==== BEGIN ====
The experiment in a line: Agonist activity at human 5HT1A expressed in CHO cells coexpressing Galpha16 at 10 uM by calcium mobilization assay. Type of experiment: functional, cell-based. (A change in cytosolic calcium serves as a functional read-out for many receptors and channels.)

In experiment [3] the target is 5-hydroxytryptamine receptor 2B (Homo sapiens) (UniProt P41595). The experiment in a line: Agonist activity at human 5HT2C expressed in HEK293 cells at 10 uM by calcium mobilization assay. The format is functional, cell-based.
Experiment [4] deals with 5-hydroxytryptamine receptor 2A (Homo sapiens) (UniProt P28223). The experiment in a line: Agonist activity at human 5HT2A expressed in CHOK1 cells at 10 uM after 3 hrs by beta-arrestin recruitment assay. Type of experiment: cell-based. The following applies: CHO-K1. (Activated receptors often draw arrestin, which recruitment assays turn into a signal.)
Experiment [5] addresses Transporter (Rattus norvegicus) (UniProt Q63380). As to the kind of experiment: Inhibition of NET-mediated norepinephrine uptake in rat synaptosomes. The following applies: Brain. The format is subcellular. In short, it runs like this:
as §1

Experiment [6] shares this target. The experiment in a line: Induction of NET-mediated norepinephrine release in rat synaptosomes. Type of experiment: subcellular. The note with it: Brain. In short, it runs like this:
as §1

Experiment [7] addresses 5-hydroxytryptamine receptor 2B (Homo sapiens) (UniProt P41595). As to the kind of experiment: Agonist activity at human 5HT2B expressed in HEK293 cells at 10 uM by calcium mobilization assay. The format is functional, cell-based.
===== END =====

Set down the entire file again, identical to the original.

The experiment in a line: Agonist activity at human 5HT1A expressed in CHO cells coexpressing Galpha16 at 10 uM by calcium mobilization assay. Type of experiment: functional, cell-based. (A change in cytosolic calcium serves as a functional read-out for many receptors and channels.)

In experiment [3] the target is 5-hydroxytryptamine receptor 2B (Homo sapiens) (UniProt P41595). The experiment in a line: Agonist activity at human 5HT2C expressed in HEK293 cells at 10 uM by calcium mobilization assay. The format is functional, cell-based.
Experiment [4] deals with 5-hydroxytryptamine receptor 2A (Homo sapiens) (UniProt P28223). The experiment in a line: Agonist activity at human 5HT2A expressed in CHOK1 cells at 10 uM after 3 hrs by beta-arrestin recruitment assay. Type of experiment: cell-based. The following applies: CHO-K1. (Activated receptors often draw arrestin, which recruitment assays turn into a signal.)
Experiment [5] addresses Transporter (Rattus norvegicus) (UniProt Q63380). As to the kind of experiment: Inhibition of NET-mediated norepinephrine uptake in rat synaptosomes. The following applies: Brain. The format is subcellular. In short, it runs like this:
as §1

Experiment [6] shares this target. The experiment in a line: Induction of NET-mediated norepinephrine release in rat synaptosomes. Type of experiment: subcellular. The note with it: Brain. In short, it runs like this:
as §1

Experiment [7] addresses 5-hydroxytryptamine receptor 2B (Homo sapiens) (UniProt P41595). As to the kind of experiment: Agonist activity at human 5HT2B expressed in HEK293 cells at 10 uM by calcium mobilization assay. The format is functional, cell-based.